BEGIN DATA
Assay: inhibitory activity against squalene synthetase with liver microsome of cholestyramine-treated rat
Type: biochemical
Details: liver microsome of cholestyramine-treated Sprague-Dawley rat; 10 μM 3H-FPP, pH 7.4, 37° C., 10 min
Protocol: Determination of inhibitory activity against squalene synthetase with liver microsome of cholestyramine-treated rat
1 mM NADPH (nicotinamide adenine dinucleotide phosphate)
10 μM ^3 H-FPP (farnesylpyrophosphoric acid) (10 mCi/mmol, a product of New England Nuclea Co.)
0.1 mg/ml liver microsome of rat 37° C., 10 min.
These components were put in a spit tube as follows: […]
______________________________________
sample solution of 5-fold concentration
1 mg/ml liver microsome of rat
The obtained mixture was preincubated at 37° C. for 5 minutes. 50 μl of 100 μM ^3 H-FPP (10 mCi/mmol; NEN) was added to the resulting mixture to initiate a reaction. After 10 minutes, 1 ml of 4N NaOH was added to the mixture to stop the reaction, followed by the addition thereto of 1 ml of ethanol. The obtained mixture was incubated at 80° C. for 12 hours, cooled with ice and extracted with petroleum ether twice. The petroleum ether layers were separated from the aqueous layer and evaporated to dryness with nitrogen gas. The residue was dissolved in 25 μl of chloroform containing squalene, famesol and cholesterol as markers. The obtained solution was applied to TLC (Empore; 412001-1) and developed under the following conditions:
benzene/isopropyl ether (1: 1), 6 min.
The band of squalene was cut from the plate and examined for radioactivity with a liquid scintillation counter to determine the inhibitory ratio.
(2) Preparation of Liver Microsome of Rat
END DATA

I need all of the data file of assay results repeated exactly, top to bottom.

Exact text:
Assay: inhibitory activity against squalene synthetase with liver microsome of cholestyramine-treated rat
Type: biochemical
Details: liver microsome of cholestyramine-treated Sprague-Dawley rat; 10 μM 3H-FPP, pH 7.4, 37° C., 10 min
Protocol: Determination of inhibitory activity against squalene synthetase with liver microsome of cholestyramine-treated rat
1 mM NADPH (nicotinamide adenine dinucleotide phosphate)
10 μM ^3 H-FPP (farnesylpyrophosphoric acid) (10 mCi/mmol, a product of New England Nuclea Co.)
0.1 mg/ml liver microsome of rat 37° C., 10 min.
These components were put in a spit tube as follows: […]
______________________________________
sample solution of 5-fold concentration
1 mg/ml liver microsome of rat
The obtained mixture was preincubated at 37° C. for 5 minutes. 50 μl of 100 μM ^3 H-FPP (10 mCi/mmol; NEN) was added to the resulting mixture to initiate a reaction. After 10 minutes, 1 ml of 4N NaOH was added to the mixture to stop the reaction, followed by the addition thereto of 1 ml of ethanol. The obtained mixture was incubated at 80° C. for 12 hours, cooled with ice and extracted with petroleum ether twice. The petroleum ether layers were separated from the aqueous layer and evaporated to dryness with nitrogen gas. The residue was dissolved in 25 μl of chloroform containing squalene, famesol and cholesterol as markers. The obtained solution was applied to TLC (Empore; 412001-1) and developed under the following conditions:
benzene/isopropyl ether (1: 1), 6 min.
The band of squalene was cut from the plate and examined for radioactivity with a liquid scintillation counter to determine the inhibitory ratio.
(2) Preparation of Liver Microsome of Rat